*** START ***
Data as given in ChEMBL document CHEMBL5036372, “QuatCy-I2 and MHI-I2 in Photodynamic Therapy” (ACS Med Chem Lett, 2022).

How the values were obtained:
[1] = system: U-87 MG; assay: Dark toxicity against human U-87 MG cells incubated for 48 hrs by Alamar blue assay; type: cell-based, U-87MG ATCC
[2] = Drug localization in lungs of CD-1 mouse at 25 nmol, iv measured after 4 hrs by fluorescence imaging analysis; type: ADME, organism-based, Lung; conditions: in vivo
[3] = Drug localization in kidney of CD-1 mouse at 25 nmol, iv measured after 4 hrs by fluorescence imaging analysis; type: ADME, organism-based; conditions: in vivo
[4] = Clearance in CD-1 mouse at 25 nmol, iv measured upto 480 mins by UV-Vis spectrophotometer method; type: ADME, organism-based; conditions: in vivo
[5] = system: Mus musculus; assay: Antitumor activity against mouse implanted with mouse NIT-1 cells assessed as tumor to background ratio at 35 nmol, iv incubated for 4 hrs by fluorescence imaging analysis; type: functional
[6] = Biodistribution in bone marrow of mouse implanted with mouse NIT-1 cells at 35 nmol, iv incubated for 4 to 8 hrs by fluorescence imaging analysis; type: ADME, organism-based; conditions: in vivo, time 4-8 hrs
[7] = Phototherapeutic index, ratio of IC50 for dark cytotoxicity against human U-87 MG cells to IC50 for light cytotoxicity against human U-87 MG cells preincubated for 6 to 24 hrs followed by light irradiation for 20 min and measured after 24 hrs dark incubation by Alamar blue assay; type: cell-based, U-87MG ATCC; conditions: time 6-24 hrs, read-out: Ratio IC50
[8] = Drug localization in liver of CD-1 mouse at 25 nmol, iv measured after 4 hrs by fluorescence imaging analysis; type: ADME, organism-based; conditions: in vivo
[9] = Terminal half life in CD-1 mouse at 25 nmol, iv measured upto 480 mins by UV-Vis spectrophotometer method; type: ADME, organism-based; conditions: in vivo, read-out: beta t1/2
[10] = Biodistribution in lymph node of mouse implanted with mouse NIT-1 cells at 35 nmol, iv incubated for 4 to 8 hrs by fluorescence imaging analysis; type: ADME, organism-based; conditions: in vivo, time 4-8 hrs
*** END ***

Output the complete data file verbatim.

Data as given in ChEMBL document CHEMBL5036372, “QuatCy-I2 and MHI-I2 in Photodynamic Therapy” (ACS Med Chem Lett, 2022).

How the values were obtained:
[1] = system: U-87 MG; assay: Dark toxicity against human U-87 MG cells incubated for 48 hrs by Alamar blue assay; type: cell-based, U-87MG ATCC
[2] = Drug localization in lungs of CD-1 mouse at 25 nmol, iv measured after 4 hrs by fluorescence imaging analysis; type: ADME, organism-based, Lung; conditions: in vivo
[3] = Drug localization in kidney of CD-1 mouse at 25 nmol, iv measured after 4 hrs by fluorescence imaging analysis; type: ADME, organism-based; conditions: in vivo
[4] = Clearance in CD-1 mouse at 25 nmol, iv measured upto 480 mins by UV-Vis spectrophotometer method; type: ADME, organism-based; conditions: in vivo
[5] = system: Mus musculus; assay: Antitumor activity against mouse implanted with mouse NIT-1 cells assessed as tumor to background ratio at 35 nmol, iv incubated for 4 hrs by fluorescence imaging analysis; type: functional
[6] = Biodistribution in bone marrow of mouse implanted with mouse NIT-1 cells at 35 nmol, iv incubated for 4 to 8 hrs by fluorescence imaging analysis; type: ADME, organism-based; conditions: in vivo, time 4-8 hrs
[7] = Phototherapeutic index, ratio of IC50 for dark cytotoxicity against human U-87 MG cells to IC50 for light cytotoxicity against human U-87 MG cells preincubated for 6 to 24 hrs followed by light irradiation for 20 min and measured after 24 hrs dark incubation by Alamar blue assay; type: cell-based, U-87MG ATCC; conditions: time 6-24 hrs, read-out: Ratio IC50
[8] = Drug localization in liver of CD-1 mouse at 25 nmol, iv measured after 4 hrs by fluorescence imaging analysis; type: ADME, organism-based; conditions: in vivo
[9] = Terminal half life in CD-1 mouse at 25 nmol, iv measured upto 480 mins by UV-Vis spectrophotometer method; type: ADME, organism-based; conditions: in vivo, read-out: beta t1/2
[10] = Biodistribution in lymph node of mouse implanted with mouse NIT-1 cells at 35 nmol, iv incubated for 4 to 8 hrs by fluorescence imaging analysis; type: ADME, organism-based; conditions: in vivo, time 4-8 hrs